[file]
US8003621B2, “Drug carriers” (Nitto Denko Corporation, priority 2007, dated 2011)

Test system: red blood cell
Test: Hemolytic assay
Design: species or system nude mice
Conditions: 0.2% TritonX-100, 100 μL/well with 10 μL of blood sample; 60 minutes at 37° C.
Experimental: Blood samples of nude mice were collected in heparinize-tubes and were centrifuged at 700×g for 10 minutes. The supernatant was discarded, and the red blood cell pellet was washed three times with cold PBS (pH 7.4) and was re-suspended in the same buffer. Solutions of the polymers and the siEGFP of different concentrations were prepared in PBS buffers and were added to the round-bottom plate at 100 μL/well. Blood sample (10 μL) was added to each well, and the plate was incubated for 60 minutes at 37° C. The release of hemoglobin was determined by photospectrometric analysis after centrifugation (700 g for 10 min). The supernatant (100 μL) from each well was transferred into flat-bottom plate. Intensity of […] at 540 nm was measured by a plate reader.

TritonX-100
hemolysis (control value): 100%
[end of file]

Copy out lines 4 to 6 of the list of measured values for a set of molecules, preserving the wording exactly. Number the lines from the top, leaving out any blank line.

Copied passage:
Design: species or system nude mice
Conditions: 0.2% TritonX-100, 100 μL/well with 10 μL of blood sample; 60 minutes at 37° C.
Experimental: Blood samples of nude mice were collected in heparinize-tubes and were centrifuged at 700×g for 10 minutes. The supernatant was discarded, and the red blood cell pellet was washed three times with cold PBS (pH 7.4) and was re-suspended in the same buffer. Solutions of the polymers and the siEGFP of different concentrations were prepared in PBS buffers and were added to the round-bottom plate at 100 μL/well. Blood sample (10 μL) was added to each well, and the plate was incubated for 60 minutes at 37° C. The release of hemoglobin was determined by photospectrometric analysis after centrifugation (700 g for 10 min). The supernatant (100 μL) from each well was transferred into flat-bottom plate. Intensity of […] at 540 nm was measured by a plate reader.